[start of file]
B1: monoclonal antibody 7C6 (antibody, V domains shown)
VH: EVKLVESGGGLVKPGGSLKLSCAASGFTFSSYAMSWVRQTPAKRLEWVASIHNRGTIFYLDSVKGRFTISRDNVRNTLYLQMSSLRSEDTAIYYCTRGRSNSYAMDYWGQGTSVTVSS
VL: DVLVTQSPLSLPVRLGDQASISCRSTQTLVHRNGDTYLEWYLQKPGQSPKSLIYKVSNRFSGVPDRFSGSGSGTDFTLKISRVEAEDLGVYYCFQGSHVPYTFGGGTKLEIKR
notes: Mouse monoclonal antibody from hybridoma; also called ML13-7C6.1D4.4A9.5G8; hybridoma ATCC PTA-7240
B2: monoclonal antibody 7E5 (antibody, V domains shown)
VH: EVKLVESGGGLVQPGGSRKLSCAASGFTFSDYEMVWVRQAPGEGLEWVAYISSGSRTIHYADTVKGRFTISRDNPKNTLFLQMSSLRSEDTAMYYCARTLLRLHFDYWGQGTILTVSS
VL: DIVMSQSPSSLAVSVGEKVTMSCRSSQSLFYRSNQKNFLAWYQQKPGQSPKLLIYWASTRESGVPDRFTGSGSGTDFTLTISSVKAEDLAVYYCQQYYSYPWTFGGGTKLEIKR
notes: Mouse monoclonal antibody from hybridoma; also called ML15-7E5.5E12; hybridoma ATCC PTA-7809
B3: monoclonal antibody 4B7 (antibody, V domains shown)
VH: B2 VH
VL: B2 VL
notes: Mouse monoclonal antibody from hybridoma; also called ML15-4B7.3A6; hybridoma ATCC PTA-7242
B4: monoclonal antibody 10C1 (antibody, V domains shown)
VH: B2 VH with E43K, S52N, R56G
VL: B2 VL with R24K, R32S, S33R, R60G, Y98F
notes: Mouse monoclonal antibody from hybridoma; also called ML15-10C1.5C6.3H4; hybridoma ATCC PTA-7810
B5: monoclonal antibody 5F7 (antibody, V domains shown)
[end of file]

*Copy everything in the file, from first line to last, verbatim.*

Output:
B1: monoclonal antibody 7C6 (antibody, V domains shown)
VH: EVKLVESGGGLVKPGGSLKLSCAASGFTFSSYAMSWVRQTPAKRLEWVASIHNRGTIFYLDSVKGRFTISRDNVRNTLYLQMSSLRSEDTAIYYCTRGRSNSYAMDYWGQGTSVTVSS
VL: DVLVTQSPLSLPVRLGDQASISCRSTQTLVHRNGDTYLEWYLQKPGQSPKSLIYKVSNRFSGVPDRFSGSGSGTDFTLKISRVEAEDLGVYYCFQGSHVPYTFGGGTKLEIKR
notes: Mouse monoclonal antibody from hybridoma; also called ML13-7C6.1D4.4A9.5G8; hybridoma ATCC PTA-7240
B2: monoclonal antibody 7E5 (antibody, V domains shown)
VH: EVKLVESGGGLVQPGGSRKLSCAASGFTFSDYEMVWVRQAPGEGLEWVAYISSGSRTIHYADTVKGRFTISRDNPKNTLFLQMSSLRSEDTAMYYCARTLLRLHFDYWGQGTILTVSS
VL: DIVMSQSPSSLAVSVGEKVTMSCRSSQSLFYRSNQKNFLAWYQQKPGQSPKLLIYWASTRESGVPDRFTGSGSGTDFTLTISSVKAEDLAVYYCQQYYSYPWTFGGGTKLEIKR
notes: Mouse monoclonal antibody from hybridoma; also called ML15-7E5.5E12; hybridoma ATCC PTA-7809
B3: monoclonal antibody 4B7 (antibody, V domains shown)
VH: B2 VH
VL: B2 VL
notes: Mouse monoclonal antibody from hybridoma; also called ML15-4B7.3A6; hybridoma ATCC PTA-7242
B4: monoclonal antibody 10C1 (antibody, V domains shown)
VH: B2 VH with E43K, S52N, R56G
VL: B2 VL with R24K, R32S, S33R, R60G, Y98F
notes: Mouse monoclonal antibody from hybridoma; also called ML15-10C1.5C6.3H4; hybridoma ATCC PTA-7810
B5: monoclonal antibody 5F7 (antibody, V domains shown)